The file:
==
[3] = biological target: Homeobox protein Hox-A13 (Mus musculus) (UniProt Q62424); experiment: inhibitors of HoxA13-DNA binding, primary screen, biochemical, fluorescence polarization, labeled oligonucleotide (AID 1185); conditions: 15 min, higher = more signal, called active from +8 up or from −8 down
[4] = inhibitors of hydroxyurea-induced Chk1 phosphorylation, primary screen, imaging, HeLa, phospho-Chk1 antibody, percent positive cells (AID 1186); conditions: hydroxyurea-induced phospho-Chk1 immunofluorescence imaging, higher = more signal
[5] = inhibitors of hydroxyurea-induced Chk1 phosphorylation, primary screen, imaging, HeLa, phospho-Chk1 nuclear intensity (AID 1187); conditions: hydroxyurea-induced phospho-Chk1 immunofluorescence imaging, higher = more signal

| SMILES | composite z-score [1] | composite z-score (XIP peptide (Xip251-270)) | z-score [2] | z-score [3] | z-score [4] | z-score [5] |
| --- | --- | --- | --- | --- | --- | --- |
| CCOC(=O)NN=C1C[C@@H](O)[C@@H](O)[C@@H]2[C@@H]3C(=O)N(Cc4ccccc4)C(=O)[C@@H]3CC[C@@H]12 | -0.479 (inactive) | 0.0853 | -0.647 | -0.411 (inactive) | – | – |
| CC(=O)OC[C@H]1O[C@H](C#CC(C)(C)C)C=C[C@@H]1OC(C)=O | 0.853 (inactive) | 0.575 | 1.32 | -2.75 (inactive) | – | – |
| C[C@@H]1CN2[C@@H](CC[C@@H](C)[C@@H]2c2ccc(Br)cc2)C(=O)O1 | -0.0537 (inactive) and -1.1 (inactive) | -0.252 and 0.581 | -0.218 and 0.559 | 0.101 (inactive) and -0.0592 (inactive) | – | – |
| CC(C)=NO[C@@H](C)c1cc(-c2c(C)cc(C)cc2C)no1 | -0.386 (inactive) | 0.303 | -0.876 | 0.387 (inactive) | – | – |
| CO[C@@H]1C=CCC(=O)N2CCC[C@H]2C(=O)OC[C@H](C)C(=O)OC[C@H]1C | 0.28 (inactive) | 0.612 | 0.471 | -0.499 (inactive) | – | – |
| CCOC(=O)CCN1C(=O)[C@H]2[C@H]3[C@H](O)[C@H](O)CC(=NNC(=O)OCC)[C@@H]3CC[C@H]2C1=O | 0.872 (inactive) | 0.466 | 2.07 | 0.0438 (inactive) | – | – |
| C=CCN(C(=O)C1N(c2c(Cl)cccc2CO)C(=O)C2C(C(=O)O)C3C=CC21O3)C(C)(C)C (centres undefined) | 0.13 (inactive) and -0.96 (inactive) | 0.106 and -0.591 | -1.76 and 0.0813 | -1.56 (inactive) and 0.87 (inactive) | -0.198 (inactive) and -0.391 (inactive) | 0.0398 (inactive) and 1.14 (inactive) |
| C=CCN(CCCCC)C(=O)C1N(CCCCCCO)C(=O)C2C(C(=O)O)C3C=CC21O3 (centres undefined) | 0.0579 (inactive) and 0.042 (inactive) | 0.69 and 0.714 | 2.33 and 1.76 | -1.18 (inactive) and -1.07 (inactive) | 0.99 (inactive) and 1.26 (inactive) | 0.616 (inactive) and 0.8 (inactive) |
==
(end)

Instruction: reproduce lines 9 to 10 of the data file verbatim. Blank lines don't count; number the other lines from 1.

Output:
| CC(C)=NO[C@@H](C)c1cc(-c2c(C)cc(C)cc2C)no1 | -0.386 (inactive) | 0.303 | -0.876 | 0.387 (inactive) | – | – |
| CO[C@@H]1C=CCC(=O)N2CCC[C@H]2C(=O)OC[C@H](C)C(=O)OC[C@H]1C | 0.28 (inactive) | 0.612 | 0.471 | -0.499 (inactive) | – | – |